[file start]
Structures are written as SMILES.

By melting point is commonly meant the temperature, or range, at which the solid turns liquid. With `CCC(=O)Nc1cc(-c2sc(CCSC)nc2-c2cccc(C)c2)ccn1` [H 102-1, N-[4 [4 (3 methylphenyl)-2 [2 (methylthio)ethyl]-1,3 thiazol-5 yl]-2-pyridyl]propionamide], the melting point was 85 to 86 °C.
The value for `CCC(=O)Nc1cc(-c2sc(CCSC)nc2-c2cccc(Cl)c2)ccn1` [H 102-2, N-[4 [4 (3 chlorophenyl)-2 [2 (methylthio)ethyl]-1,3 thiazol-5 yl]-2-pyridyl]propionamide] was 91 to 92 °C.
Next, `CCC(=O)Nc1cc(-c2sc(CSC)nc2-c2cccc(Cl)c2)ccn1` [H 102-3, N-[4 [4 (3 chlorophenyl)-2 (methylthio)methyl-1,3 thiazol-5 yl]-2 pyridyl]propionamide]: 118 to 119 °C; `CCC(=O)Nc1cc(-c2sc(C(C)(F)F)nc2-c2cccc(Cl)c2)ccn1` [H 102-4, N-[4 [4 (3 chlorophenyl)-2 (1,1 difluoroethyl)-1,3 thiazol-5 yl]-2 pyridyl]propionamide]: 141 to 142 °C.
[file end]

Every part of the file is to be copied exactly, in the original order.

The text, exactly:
Structures are written as SMILES.

By melting point is commonly meant the temperature, or range, at which the solid turns liquid. With `CCC(=O)Nc1cc(-c2sc(CCSC)nc2-c2cccc(C)c2)ccn1` [H 102-1, N-[4 [4 (3 methylphenyl)-2 [2 (methylthio)ethyl]-1,3 thiazol-5 yl]-2-pyridyl]propionamide], the melting point was 85 to 86 °C.
The value for `CCC(=O)Nc1cc(-c2sc(CCSC)nc2-c2cccc(Cl)c2)ccn1` [H 102-2, N-[4 [4 (3 chlorophenyl)-2 [2 (methylthio)ethyl]-1,3 thiazol-5 yl]-2-pyridyl]propionamide] was 91 to 92 °C.
Next, `CCC(=O)Nc1cc(-c2sc(CSC)nc2-c2cccc(Cl)c2)ccn1` [H 102-3, N-[4 [4 (3 chlorophenyl)-2 (methylthio)methyl-1,3 thiazol-5 yl]-2 pyridyl]propionamide]: 118 to 119 °C; `CCC(=O)Nc1cc(-c2sc(C(C)(F)F)nc2-c2cccc(Cl)c2)ccn1` [H 102-4, N-[4 [4 (3 chlorophenyl)-2 (1,1 difluoroethyl)-1,3 thiazol-5 yl]-2 pyridyl]propionamide]: 141 to 142 °C.